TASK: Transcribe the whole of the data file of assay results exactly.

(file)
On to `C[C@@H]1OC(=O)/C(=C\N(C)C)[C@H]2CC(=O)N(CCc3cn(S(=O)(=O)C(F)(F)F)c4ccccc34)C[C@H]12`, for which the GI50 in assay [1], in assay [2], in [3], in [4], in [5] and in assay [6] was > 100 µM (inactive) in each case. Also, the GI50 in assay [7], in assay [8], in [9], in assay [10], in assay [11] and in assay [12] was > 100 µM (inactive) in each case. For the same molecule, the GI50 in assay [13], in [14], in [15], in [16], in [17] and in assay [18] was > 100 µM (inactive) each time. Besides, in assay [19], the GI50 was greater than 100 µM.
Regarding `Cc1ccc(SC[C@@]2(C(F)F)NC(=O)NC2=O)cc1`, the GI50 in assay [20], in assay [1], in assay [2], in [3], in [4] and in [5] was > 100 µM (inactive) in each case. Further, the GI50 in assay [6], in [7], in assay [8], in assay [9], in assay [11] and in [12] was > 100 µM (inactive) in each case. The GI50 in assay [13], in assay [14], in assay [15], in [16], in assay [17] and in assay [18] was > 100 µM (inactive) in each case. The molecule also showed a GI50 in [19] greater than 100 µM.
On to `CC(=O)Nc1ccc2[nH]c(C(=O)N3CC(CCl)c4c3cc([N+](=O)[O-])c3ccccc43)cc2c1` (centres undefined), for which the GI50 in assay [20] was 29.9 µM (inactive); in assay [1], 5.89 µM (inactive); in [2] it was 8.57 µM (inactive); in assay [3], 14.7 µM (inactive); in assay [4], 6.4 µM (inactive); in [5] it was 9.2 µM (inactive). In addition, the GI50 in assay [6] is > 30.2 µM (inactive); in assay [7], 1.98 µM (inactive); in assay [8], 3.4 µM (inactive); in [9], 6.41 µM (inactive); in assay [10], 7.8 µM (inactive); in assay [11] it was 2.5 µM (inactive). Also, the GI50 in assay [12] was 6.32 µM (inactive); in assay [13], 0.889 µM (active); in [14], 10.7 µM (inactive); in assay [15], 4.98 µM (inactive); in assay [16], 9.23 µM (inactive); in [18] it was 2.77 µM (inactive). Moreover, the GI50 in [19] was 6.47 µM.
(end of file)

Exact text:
On to `C[C@@H]1OC(=O)/C(=C\N(C)C)[C@H]2CC(=O)N(CCc3cn(S(=O)(=O)C(F)(F)F)c4ccccc34)C[C@H]12`, for which the GI50 in assay [1], in assay [2], in [3], in [4], in [5] and in assay [6] was > 100 µM (inactive) in each case. Also, the GI50 in assay [7], in assay [8], in [9], in assay [10], in assay [11] and in assay [12] was > 100 µM (inactive) in each case. For the same molecule, the GI50 in assay [13], in [14], in [15], in [16], in [17] and in assay [18] was > 100 µM (inactive) each time. Besides, in assay [19], the GI50 was greater than 100 µM.
Regarding `Cc1ccc(SC[C@@]2(C(F)F)NC(=O)NC2=O)cc1`, the GI50 in assay [20], in assay [1], in assay [2], in [3], in [4] and in [5] was > 100 µM (inactive) in each case. Further, the GI50 in assay [6], in [7], in assay [8], in assay [9], in assay [11] and in [12] was > 100 µM (inactive) in each case. The GI50 in assay [13], in assay [14], in assay [15], in [16], in assay [17] and in assay [18] was > 100 µM (inactive) in each case. The molecule also showed a GI50 in [19] greater than 100 µM.
On to `CC(=O)Nc1ccc2[nH]c(C(=O)N3CC(CCl)c4c3cc([N+](=O)[O-])c3ccccc43)cc2c1` (centres undefined), for which the GI50 in assay [20] was 29.9 µM (inactive); in assay [1], 5.89 µM (inactive); in [2] it was 8.57 µM (inactive); in assay [3], 14.7 µM (inactive); in assay [4], 6.4 µM (inactive); in [5] it was 9.2 µM (inactive). In addition, the GI50 in assay [6] is > 30.2 µM (inactive); in assay [7], 1.98 µM (inactive); in assay [8], 3.4 µM (inactive); in [9], 6.41 µM (inactive); in assay [10], 7.8 µM (inactive); in assay [11] it was 2.5 µM (inactive). Also, the GI50 in assay [12] was 6.32 µM (inactive); in assay [13], 0.889 µM (active); in [14], 10.7 µM (inactive); in assay [15], 4.98 µM (inactive); in assay [16], 9.23 µM (inactive); in [18] it was 2.77 µM (inactive). Moreover, the GI50 in [19] was 6.47 µM.